This is the flower of a plant that is called by many names, including Azalea ‘Daviesii’, Rhododendron ‘Daviesii’, Rhododendron (or Azalea) ‘Viscosepalum’ var. ‘Daviesii’, Rhododendron viscosum x molle, Rhododendron x viscosepalum Rehder ‘Daviesii’, and the Daviesii Ghent hybrid Azalea.
I just call it my Davies azalea (the group of plants we call azaleas is a subset of the species Rhododendron). But I don’t need to know its name. I know its face and its fragrance. This plant, a deciduous azalea, is a good friend of mine, an ally of my best self, an olfactory lamp on my soul’s journey. It leads me to God.
This plant smells a little like honeysuckle. It blooms in May and its fragrance is a thick, dark sweetness that hovers in your senses feeling slow and warm. Its aroma comes up in the morning when the sun warms the ground, or after a rain. The morning I took this photo I had been out for an early walk after a night of rain, and the sun was just hitting it as I returned to the house. I wish you could smell this image. This is as near as a plant comes to waving “hello” when you come home.
I became interested in deciduous azaleas when I first worked at a local nursery in 1994. I had only ever seen evergreen varieties, and didn’t know there were azaleas that lost their leaves. I was drawn to the bright coral, yellow, and pink flowers of the Exbury hybrids such as ‘Klondike’ and ‘Homebush’, particularly how their blooms always arrived with the onset of their new spring leaves, which are always bright limey green. The combination of the new foliage and cheery blossoms made me happy.
Later I discovered that some deciduous azaleas are extremely fragrant. By then I had worked at a nursery for two different periods, once during the ’90s and once in the oughts, and had even gone through two thirds of a horticulture degree at Edmonds Community College, and had become very fond of fragrant shrubs and trees. For a while I had intended to grow fragrant ornamentals as a business (it didn’t work out, mainly because of a lack of money and space).
Before Mara was born and for a few years after, Angela and I used to drive up to Snohomish, where there was a small nursery attached to McDaniel’s Hardware, an independently owned franchise of the Do It Best hardware brand. McDaniel’s, we found, always had really interesting plants at prices we liked. They didn’t have a lot, but what they had was well cared for, invitingly presented, often locally grown (there are many small growers in the immediate hinterlands thereabouts), and sometimes plants I’d never seen before despite my involvement in the industry.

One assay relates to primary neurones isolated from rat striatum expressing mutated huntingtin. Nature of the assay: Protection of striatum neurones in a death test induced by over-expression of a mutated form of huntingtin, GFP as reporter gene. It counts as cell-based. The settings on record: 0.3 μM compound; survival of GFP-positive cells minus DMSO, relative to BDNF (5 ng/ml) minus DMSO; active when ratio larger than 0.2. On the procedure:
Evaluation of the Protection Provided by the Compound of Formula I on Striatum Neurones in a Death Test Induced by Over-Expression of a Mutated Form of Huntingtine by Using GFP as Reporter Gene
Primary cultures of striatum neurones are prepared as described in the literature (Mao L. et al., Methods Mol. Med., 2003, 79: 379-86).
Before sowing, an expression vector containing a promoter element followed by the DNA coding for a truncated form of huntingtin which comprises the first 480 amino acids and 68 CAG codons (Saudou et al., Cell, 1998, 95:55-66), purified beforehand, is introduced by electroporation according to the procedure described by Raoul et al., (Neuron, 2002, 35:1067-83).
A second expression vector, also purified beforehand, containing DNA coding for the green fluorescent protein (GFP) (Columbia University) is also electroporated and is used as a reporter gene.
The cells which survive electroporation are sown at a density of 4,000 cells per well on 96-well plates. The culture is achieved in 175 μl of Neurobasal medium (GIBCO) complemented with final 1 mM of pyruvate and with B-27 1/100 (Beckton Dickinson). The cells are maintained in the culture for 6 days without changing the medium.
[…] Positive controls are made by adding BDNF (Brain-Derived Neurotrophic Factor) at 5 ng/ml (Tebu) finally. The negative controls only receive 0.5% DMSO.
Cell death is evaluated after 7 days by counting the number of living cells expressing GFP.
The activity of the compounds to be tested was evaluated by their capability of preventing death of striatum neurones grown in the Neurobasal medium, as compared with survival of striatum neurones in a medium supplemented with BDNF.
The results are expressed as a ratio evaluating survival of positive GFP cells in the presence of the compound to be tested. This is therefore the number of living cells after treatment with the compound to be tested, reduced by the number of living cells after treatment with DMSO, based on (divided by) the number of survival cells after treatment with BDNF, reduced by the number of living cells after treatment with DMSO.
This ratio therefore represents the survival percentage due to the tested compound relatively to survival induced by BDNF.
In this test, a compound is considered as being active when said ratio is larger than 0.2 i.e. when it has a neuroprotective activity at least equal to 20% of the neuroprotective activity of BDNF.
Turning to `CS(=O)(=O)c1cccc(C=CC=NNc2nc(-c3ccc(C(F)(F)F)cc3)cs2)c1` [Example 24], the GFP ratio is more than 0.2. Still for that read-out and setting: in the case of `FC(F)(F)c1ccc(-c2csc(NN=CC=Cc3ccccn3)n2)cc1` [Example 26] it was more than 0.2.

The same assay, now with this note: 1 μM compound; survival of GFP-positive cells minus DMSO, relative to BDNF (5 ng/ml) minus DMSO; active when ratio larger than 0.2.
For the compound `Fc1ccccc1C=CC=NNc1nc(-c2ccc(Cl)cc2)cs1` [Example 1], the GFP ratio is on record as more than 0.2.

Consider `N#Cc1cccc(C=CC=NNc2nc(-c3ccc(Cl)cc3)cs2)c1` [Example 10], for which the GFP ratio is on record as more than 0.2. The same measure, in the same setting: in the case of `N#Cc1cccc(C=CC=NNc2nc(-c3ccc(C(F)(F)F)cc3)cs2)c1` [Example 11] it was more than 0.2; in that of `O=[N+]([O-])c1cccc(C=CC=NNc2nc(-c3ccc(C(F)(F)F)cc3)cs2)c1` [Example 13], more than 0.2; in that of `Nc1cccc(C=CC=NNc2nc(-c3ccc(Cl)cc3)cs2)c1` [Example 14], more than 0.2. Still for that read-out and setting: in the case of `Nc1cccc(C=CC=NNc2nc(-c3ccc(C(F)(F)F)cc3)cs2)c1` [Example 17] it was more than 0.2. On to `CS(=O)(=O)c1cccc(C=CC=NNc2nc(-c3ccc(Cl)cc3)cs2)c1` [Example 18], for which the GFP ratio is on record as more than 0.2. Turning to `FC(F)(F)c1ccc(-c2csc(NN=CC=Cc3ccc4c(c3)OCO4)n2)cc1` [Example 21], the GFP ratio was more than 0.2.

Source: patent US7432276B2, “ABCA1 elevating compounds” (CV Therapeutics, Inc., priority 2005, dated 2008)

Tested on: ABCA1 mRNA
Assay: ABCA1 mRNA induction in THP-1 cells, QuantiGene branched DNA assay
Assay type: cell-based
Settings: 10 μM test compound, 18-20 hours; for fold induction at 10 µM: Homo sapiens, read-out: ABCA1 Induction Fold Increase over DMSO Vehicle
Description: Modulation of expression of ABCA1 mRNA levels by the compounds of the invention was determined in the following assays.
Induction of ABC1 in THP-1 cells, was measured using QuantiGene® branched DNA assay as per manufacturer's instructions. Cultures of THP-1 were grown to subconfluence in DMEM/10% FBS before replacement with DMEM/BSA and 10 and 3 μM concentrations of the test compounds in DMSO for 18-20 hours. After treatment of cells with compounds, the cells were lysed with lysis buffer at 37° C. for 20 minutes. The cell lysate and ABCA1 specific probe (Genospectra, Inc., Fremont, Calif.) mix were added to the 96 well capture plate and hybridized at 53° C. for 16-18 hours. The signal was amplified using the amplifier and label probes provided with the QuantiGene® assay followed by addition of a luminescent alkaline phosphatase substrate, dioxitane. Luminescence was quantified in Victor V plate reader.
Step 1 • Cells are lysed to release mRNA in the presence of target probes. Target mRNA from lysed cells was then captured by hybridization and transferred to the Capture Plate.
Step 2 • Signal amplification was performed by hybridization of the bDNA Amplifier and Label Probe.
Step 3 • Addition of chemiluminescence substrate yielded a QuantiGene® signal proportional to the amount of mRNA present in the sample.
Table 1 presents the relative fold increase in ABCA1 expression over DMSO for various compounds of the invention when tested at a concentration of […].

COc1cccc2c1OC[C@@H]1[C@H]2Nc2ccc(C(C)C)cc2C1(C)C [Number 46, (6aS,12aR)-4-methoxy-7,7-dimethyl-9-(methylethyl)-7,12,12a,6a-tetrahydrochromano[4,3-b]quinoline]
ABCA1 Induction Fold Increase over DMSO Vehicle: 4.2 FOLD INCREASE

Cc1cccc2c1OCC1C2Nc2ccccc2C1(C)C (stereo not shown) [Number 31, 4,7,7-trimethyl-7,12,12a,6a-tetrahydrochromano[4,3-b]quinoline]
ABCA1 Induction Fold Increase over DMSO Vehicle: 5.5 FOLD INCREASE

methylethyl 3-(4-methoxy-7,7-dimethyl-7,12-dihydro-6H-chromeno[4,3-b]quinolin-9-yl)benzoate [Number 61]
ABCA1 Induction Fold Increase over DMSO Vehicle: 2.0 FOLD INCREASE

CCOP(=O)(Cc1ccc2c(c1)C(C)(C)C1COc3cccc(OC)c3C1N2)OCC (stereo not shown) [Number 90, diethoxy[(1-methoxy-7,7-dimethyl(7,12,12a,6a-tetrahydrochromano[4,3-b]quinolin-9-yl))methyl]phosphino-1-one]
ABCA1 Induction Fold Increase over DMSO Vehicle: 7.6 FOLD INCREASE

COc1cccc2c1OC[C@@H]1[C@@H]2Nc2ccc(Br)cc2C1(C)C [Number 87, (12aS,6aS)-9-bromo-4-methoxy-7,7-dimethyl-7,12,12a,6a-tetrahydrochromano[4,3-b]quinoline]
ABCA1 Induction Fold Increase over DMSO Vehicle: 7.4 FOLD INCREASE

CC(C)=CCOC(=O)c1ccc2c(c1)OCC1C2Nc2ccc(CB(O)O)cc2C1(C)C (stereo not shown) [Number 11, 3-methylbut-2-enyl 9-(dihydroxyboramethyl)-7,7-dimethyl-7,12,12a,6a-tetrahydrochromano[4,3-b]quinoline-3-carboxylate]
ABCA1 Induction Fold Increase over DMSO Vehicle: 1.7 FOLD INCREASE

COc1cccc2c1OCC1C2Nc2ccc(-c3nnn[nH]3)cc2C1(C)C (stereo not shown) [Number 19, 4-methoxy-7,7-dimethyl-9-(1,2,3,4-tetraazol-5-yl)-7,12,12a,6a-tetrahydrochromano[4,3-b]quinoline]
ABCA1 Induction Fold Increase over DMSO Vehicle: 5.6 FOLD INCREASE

My first Davies azalea I got at McDaniel’s. We planted it in the front yard at our old cottage, which I still walk by every day on the way home from work. It didn’t really like the spot I planted it in and it didn’t grow quickly, but it was established enough when we sold the house that I left it, despite my desire to dig it up and bring it with us. I found this one more recently (I can’t recall where, now) and planted it last year, watered it every day for months and months and months while we went without rain.
I have had several other fraggy azaleas, some that didn’t make it. One smelled a little like candy and had red and white striped flowers. One that survives yet is a species rhododendron named R. atlanticum, which is wildly sweet, almost unbelievably sweet smelling. It was given to me by a plantsman named Richie, who was my boss and mentor both at the nursery and then later at a small botanical garden where I interned for a year. It was the tiniest little scraggle of twig — too small for its one-gallon pot — when he gave it to me, and it has had a rough time in gardens at both of my homes, but it is still alive. Rescuing it and finding a better spot in the garden for it is one of the projects on my to-do list.
Whenever Mara and I pass a flower that I know to be fragrant I pause and encourage her to take a whiff. I want her not to miss any of these miracles, these tiny blessings that come and go so quickly. Someday she’ll be too busy texting a boyfriend or hyperspacing herself to the movies. But for now she is a willing participant.
This one I wanted to share with you.